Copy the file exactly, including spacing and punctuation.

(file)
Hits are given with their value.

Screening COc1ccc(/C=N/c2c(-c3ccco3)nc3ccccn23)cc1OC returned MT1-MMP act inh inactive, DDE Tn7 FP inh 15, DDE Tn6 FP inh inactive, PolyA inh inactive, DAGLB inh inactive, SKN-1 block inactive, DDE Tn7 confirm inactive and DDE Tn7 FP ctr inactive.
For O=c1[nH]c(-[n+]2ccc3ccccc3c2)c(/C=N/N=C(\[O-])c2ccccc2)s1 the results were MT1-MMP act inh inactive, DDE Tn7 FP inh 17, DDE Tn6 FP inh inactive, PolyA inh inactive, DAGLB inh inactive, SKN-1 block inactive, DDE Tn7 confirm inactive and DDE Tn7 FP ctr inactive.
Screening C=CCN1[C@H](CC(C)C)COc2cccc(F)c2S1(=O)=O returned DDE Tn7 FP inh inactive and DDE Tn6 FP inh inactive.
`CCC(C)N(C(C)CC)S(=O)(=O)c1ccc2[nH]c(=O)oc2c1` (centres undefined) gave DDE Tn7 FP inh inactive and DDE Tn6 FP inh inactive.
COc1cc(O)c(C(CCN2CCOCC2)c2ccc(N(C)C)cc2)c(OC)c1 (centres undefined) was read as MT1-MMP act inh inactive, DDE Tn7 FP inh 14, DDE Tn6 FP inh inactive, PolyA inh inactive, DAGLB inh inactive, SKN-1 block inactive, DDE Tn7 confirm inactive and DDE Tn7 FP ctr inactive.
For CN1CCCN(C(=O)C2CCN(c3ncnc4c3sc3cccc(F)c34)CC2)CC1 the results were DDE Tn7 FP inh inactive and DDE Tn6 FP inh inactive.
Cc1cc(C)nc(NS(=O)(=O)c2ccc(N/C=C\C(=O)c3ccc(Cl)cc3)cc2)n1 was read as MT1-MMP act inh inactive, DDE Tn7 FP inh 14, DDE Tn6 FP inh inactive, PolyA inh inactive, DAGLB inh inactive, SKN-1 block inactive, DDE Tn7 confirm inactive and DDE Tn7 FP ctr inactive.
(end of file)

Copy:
Hits are given with their value.

Screening COc1ccc(/C=N/c2c(-c3ccco3)nc3ccccn23)cc1OC returned MT1-MMP act inh inactive, DDE Tn7 FP inh 15, DDE Tn6 FP inh inactive, PolyA inh inactive, DAGLB inh inactive, SKN-1 block inactive, DDE Tn7 confirm inactive and DDE Tn7 FP ctr inactive.
For O=c1[nH]c(-[n+]2ccc3ccccc3c2)c(/C=N/N=C(\[O-])c2ccccc2)s1 the results were MT1-MMP act inh inactive, DDE Tn7 FP inh 17, DDE Tn6 FP inh inactive, PolyA inh inactive, DAGLB inh inactive, SKN-1 block inactive, DDE Tn7 confirm inactive and DDE Tn7 FP ctr inactive.
Screening C=CCN1[C@H](CC(C)C)COc2cccc(F)c2S1(=O)=O returned DDE Tn7 FP inh inactive and DDE Tn6 FP inh inactive.
`CCC(C)N(C(C)CC)S(=O)(=O)c1ccc2[nH]c(=O)oc2c1` (centres undefined) gave DDE Tn7 FP inh inactive and DDE Tn6 FP inh inactive.
COc1cc(O)c(C(CCN2CCOCC2)c2ccc(N(C)C)cc2)c(OC)c1 (centres undefined) was read as MT1-MMP act inh inactive, DDE Tn7 FP inh 14, DDE Tn6 FP inh inactive, PolyA inh inactive, DAGLB inh inactive, SKN-1 block inactive, DDE Tn7 confirm inactive and DDE Tn7 FP ctr inactive.
For CN1CCCN(C(=O)C2CCN(c3ncnc4c3sc3cccc(F)c34)CC2)CC1 the results were DDE Tn7 FP inh inactive and DDE Tn6 FP inh inactive.
Cc1cc(C)nc(NS(=O)(=O)c2ccc(N/C=C\C(=O)c3ccc(Cl)cc3)cc2)n1 was read as MT1-MMP act inh inactive, DDE Tn7 FP inh 14, DDE Tn6 FP inh inactive, PolyA inh inactive, DAGLB inh inactive, SKN-1 block inactive, DDE Tn7 confirm inactive and DDE Tn7 FP ctr inactive.